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Wednesday, December 8, 2010

Thoughts on QE II

The stated goal of QE II is to raise inflation expectations. ('cuz wishing will make it so.)

Markets respond to higher inflation by raising interest rates. But these are nominal rates. The real interest rate is the nominal rate minus the rate of inflation.

The apparent paradox is that higher nominal rates are (within reason), in fact lower real rates. At, or ,the zero-bound, real rates are HIGHER than nominal rates. In actual deflation, they are much higher. I've seen the real rate during the Great Depression estimated at north of 11%, when long T-bond nominal rates were negative.

The idea behind QE II is that increasing the monetary base will lead to increased expectations and inflation.   Menzie Chinn examines the real world historical effect of this approach, and finds it wanting.

In comments there, Barkley Rosser points out "that monetary base is not the same thing as money. So, indeed, it can be formulated as a problem of the multiplier, that in this recessionary state, the multiplier has collapsed, arguably a variant of the old "pushing on a string" argument."

 Oh, yeah.  The multiplier.  It died two years ago.

Here's how I connect the dots:  It's GD II, things are going to get far, far worse.  Employment will not recover unless and until something drastic happens.  God only knows what that may be; perhaps a 2nd amendment solution.  But who has the guns?  I am eskeered!
.

3 comments:

nanute said...

Thanks for the explanation. So, what you are in effect telling me is that when the Fed says they are trying to lower long term rates, they are alluding to the real rate? (more inflation = lower real rates.) Under current conditions, this is indeed wishful thinking. No demand for goods and services = no inflationary pressure on real rates. Correct? Pushing on a string? To quote an old football coach: "it looks like a frog pissing up a rope."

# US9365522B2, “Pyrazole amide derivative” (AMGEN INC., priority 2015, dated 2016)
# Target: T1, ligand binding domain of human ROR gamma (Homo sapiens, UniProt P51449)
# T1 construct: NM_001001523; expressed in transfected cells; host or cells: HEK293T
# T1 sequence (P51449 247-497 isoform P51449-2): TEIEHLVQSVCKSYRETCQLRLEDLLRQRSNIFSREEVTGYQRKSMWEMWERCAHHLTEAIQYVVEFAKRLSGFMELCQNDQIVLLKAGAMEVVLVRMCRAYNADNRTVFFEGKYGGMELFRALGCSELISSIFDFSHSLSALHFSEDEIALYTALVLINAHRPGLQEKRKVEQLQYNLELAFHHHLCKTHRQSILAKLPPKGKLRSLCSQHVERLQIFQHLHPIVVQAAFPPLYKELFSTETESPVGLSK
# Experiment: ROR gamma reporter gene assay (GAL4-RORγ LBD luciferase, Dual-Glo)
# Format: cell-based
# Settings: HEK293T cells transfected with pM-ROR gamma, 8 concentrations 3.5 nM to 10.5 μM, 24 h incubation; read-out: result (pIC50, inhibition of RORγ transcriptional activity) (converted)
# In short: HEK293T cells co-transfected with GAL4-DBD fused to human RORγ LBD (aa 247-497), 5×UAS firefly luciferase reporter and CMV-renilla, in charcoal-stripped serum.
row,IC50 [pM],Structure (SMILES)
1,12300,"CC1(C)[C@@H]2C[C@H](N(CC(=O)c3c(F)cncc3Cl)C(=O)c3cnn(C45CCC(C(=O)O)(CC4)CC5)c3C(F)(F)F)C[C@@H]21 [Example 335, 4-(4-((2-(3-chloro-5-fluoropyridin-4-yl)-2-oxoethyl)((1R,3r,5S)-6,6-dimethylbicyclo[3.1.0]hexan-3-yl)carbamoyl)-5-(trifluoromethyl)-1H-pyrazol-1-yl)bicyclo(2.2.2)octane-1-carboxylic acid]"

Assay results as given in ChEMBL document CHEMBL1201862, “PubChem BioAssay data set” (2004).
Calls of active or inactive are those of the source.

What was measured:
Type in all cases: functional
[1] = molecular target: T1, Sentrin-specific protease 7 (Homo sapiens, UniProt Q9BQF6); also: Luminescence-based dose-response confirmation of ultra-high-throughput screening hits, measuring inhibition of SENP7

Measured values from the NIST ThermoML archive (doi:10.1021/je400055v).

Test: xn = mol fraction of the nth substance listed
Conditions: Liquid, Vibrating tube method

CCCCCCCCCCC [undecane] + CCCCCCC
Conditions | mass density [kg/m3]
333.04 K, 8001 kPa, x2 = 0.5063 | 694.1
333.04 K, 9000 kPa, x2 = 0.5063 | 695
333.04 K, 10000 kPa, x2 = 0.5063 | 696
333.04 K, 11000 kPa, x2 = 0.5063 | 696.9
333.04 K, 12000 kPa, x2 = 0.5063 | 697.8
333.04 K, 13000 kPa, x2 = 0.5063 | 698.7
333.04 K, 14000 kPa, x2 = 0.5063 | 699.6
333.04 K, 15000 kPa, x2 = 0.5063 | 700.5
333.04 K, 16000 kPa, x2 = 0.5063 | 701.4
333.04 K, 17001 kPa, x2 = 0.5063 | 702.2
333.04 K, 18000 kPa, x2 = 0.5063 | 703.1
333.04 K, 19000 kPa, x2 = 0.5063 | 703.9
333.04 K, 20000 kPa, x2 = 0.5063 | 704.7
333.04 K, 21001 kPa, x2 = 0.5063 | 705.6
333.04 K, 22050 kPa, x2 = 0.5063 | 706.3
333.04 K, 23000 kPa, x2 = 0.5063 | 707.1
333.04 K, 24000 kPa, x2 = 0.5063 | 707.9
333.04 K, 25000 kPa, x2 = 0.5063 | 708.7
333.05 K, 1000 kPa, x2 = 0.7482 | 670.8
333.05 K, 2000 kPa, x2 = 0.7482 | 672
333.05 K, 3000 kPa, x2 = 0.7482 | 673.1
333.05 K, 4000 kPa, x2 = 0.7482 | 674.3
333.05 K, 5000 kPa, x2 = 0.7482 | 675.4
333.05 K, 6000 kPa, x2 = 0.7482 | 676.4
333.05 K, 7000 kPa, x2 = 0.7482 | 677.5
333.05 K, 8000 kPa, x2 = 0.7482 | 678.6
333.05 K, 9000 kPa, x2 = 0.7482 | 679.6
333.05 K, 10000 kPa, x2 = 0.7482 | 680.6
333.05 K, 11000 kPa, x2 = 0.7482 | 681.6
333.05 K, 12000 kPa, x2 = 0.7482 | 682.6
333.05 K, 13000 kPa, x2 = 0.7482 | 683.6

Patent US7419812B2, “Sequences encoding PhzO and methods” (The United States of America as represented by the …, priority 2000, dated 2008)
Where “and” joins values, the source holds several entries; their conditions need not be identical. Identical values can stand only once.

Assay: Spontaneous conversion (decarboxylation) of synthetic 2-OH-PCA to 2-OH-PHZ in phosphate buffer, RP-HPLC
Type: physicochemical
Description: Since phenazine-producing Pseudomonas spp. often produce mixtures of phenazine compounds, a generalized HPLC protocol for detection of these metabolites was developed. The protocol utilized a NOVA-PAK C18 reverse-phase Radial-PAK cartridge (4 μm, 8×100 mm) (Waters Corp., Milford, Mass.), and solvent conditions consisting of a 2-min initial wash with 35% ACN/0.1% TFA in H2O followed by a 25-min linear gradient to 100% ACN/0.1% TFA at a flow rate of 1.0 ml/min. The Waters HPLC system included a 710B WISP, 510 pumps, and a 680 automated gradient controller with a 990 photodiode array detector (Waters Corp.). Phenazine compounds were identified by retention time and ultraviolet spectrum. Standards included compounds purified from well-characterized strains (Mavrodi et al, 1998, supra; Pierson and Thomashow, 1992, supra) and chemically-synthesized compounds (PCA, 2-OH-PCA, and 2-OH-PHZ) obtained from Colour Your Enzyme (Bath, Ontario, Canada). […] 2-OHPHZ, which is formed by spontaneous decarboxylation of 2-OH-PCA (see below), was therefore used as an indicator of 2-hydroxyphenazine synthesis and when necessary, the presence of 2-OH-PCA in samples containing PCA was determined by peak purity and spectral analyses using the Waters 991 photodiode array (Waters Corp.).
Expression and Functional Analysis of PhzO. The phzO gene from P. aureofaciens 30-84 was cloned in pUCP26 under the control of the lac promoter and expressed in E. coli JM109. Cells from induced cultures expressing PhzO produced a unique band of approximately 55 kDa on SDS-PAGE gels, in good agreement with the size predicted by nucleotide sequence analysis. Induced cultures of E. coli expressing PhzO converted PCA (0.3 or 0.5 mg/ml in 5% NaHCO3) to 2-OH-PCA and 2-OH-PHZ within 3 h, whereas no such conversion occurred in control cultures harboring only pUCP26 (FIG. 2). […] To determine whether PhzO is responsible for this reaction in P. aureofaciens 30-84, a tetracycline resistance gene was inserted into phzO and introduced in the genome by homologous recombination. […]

Your outlook on the future, is I fear, spot on. The Republicans are hell bent on reducing the deficit, except when it comes to tax cuts for millionaires, which means they'll be looking to drastically reduce spending in the upcoming budget.

Jazzbumpa said...

I don't recall haring anything about reducing long rates, so I can't help with that specific question - but I do not see all nor know all.

It's a failure of aggregate demand. People without jobs can't spend. This is the fallacy of off-shoring jobs. No demand - no hiring - no jobs - no demand; wash, rinse, repeat. Meanwhile, the personal part of the private sector is - perforce - deleveraging, which means even less demand.

This is the recipe for a deflationary spiral.

The answer is fiscal stimulus, and that is not going to happen.

QE II increased long rates all the way back up to where they were 6 months ago.

http://krugman.blogs.nytimes.com/2010/12/08/bond-vigilantes-still-invisible/

The Rethugs don't give a rat's ass
about the deficit, jobs, the people nor any aspect of the economy. In fact, they have no principles of any kind. Other than the last few years, I don't know if that has ever been true before.

And the Dems are feckless.

God, what I wouldn't give for some feck!

Hence, my despair
JzB

nanute said...

We are in complete agreement on the need for fiscal stimulus. And with the tax cuts are the solution for all that ails the economy crowd getting ready to take over, federal stimulus/job creation is a non-starter. The solution to be sure, but not gonna happen.

On QEII: If inflation is the intent, then by default the lowering of real long term rates would follow. No? Otherwise, deflation would make real long term rates higher. Or, am I totally confused? I'm gonna have a drink now.